1 whole skinless chicken, bone in, cut into 12 pieces
1/2 lb of chicken stock cuts, such as necks, backs, and wings
1 onion finely sliced (one American yellow onion or 2-3 small desi pink onions)
2-3 Indian bay leaves (tez patta)
3 pieces of whole black cardamom
1 inch piece of whole cinnamon
6 whole cloves
1 heaping tsp garlic paste
1 heaping tsp ginger paste
1/2 tsp turmeric
1 tsp Kashmiri chile powder (or more to taste)
2 tsp ground coriander powder
1 cup whipped yoghurt
4 cups of water
1 tsp white flour (maida)
2 tsp ground chickpea flour (besan)
1 tsp garam masala
1 tsp freshly ground anise seed powder
1/2 tsp freshly ground green cardamom powder
salt to taste (about 1.5 tsps)
1/4 cup oil
2 tbs oil for thickening flours
Garnish: lemon wedges, chopped fresh cilantro, chopped green chiles, ginger cut into match stick sized slivers
Heat oil and brown the chicken pieces (but not the chicken stock pieces) and remove from oil. Set aside. Heat oil again and in bay leaves, cinnamon piece, black cardamom, and cloves. Once the bay leaves begin to change color, brown the onion by first frying on high heat, then lowering the heat until the slices become crisp and golden brown. Alternatively you can use pre-browned onions. Towards the end of the browning process, stir in the garlic and ginger paste and let this turn golden. Turn up the heat and add in the previously browned chicken pieces, and then the turmeric, chile powder, and coriander powder. Stir for a few moments. Now lower the heat and add in the yoghurt. (you lower the heat to prevent curdling of the yoghurt) Mix well, add in the salt, and stir fry for about 7 minutes on medium heat until the oil rises to the top of the yoghurt. Now add in the chicken stock pieces. Stir to coat with the masala mixture, then turn up the heat and add in the water. Allow the pot to boil, then cover and simmer on low heat for about 30 minutes or until the chicken is cooked.
Once the chicken is done, turn off the heat. Remove the meaty non-stock pieces from the pot and set them aside. Now, without removing the stock pieces, return the pot to a boil and boil on high heat for 10-15 minutes to remove extra water, thicken the gravy, and make the stock rich. When this step is done, you will have about 2.5 cups of gravy. Strain this gravy. You can pick the meat off of the stock pieces and use them for sandwiches laster. Aside from that, all of the spices have done their job, and any undissolved shredds of onion have given off enough of their flavor, and the chicken bones have lent their taste to the gravy. So throw it all away. Keep the gravy ready to use on the side. You can also pour off some of the oil that rises to the top of this gravy. Add water if you have boiled off too much water and have less than 2.5 cups of gravy. Now, heat a clean pan and add in 2 tbs oil. Stir in the white flour and chickpea flour and use a whisk to move this around and smooth out lumps, allowing it to sizzle in the oil and cook through for a minute. Do not allow this to burn. Slowly, 2 tbs at a time, pour in the gravy, continously whisking to avoid lumps. When you have poured in about 1 cup of gravy, go ahead and fully pour in the rest all at once. Allow this to come to a boil to thicken it. Add in the garam masala, anise seed powder, and cardamom powder. Stir this in well. Now re-add the chicken pieces you set aside earlier. Lower heat and keep covered on a very low flame for about 5 minutes. You can also allow this dish to rest a bit and re-heat gently later to allow the flavors to gel for longer.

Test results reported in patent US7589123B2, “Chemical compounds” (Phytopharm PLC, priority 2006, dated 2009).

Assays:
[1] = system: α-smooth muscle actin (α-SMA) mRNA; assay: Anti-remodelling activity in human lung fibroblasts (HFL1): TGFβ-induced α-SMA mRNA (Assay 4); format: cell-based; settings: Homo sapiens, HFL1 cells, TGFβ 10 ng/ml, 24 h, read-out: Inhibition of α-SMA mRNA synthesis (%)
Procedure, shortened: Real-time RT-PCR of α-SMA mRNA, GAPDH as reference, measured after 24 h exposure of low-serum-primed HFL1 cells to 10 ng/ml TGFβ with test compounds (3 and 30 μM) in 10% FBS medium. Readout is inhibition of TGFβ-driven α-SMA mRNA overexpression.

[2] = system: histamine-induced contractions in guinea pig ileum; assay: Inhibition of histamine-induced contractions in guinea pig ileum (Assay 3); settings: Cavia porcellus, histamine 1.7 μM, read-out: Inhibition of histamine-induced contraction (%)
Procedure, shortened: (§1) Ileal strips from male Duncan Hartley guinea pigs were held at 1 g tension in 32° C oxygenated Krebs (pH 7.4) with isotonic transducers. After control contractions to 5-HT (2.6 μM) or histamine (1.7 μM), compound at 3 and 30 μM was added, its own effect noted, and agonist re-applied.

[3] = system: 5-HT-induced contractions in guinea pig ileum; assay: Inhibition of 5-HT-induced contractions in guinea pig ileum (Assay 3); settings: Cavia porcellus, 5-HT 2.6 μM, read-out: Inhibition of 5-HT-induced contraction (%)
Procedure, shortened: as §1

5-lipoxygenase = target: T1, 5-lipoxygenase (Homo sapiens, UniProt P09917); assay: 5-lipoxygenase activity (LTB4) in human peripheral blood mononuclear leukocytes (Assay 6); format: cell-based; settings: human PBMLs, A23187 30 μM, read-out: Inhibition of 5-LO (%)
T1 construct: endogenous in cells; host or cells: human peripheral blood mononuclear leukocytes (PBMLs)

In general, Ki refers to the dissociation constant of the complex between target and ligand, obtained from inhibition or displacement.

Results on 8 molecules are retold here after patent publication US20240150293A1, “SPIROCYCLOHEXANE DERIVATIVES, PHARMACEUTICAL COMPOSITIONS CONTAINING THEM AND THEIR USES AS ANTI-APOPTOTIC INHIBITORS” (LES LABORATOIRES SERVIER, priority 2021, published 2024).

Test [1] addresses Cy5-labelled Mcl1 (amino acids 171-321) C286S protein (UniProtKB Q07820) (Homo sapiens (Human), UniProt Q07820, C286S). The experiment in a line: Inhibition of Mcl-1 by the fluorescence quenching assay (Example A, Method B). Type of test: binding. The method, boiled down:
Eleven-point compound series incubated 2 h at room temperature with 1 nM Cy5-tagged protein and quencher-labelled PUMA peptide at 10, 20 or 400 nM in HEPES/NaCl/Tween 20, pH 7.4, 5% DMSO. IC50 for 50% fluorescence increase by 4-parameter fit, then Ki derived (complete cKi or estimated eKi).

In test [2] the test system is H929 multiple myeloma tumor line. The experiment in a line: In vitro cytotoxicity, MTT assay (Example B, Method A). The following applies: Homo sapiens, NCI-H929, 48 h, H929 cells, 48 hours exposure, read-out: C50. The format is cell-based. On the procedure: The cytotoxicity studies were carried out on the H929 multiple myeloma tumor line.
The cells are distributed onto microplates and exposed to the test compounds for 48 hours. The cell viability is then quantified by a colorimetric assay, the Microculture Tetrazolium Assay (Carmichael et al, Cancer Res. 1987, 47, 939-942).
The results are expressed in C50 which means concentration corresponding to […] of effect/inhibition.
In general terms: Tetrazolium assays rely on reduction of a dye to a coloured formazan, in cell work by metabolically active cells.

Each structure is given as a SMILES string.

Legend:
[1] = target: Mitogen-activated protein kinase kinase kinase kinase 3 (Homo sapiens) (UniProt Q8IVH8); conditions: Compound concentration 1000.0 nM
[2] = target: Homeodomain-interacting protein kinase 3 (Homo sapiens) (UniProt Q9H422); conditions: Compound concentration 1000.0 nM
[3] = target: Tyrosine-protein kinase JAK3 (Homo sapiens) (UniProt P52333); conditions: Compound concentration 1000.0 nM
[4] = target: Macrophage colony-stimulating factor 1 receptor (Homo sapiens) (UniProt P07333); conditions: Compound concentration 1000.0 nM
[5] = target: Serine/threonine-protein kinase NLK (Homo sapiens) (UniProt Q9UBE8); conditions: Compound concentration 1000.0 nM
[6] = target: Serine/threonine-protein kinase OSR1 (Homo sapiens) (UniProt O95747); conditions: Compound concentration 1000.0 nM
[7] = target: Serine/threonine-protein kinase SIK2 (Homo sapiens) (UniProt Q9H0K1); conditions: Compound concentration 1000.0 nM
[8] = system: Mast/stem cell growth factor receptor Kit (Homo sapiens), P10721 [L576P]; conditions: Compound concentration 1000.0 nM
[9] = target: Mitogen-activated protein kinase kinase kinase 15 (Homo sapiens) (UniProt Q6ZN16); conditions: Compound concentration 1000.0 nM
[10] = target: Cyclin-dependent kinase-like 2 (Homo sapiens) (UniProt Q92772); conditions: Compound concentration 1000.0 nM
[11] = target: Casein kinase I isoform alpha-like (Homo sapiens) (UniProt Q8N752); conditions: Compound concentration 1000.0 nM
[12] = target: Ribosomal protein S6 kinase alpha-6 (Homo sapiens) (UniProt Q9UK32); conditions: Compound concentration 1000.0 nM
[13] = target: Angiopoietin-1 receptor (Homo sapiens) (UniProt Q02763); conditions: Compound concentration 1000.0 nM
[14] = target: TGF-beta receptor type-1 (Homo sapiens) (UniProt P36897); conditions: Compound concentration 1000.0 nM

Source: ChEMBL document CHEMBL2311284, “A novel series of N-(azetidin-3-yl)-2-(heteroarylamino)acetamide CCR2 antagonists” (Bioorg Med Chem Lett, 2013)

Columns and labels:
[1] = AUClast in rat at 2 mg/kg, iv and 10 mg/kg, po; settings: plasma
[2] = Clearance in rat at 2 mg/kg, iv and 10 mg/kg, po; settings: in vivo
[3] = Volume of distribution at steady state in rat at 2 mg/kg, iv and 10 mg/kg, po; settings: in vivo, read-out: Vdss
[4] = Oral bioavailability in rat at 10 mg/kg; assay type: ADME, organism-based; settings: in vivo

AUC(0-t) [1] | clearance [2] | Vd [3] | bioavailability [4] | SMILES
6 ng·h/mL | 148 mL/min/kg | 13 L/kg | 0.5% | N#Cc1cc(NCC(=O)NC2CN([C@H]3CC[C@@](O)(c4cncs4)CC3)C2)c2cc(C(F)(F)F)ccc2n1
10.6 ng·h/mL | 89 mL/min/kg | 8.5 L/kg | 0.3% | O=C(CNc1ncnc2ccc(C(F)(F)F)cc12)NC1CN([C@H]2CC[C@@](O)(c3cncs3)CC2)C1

Decorate with a little of the green garnishes and the match stick ginger, but also serve the garnishes, as well as lemon wedges, on the table with the nihari. Each diner should squeeze in her/his own lemon juice, just a few drops per serving, and add on more of whichever garnishes they like. Eat with whole grain naan to be extra healthy!

Friday, October 9, 2009

Potato with Okra: Aloo bhindi masala

Many goras don't like okra because it comes out slimy. The desi methods of cooking okra can circumvent slimyness. The key is allowing the okra to fully dry after washing. Moisture will bring out the okra slime. Another key is to avoid tossing the okra around too much. Try to avoid moving it too much with the spatula, and the slime will not seep out. Below I mention four methods for cooking okra for a bhindi masala, from deep frying (ideal but unhealthy, to sautee-ing, to cooking in the gravy (some mushiness will occur), to a low fat microwave steam to saute method. The main recipe is something I picked up/adapted from my dear friend Gehana, who does cooking classes in Dubai...see side bar link for more info.

For the okra:

Wash bhindi and allow to air dry. It should be very dry, then make a small slit in each piece and cut the bhindi in two pieces.

If you want the bhindi perfect, no mushyness, cook the bhindi by deep frying till crispy looking (starting to look a bit golden on the sides) and set aside.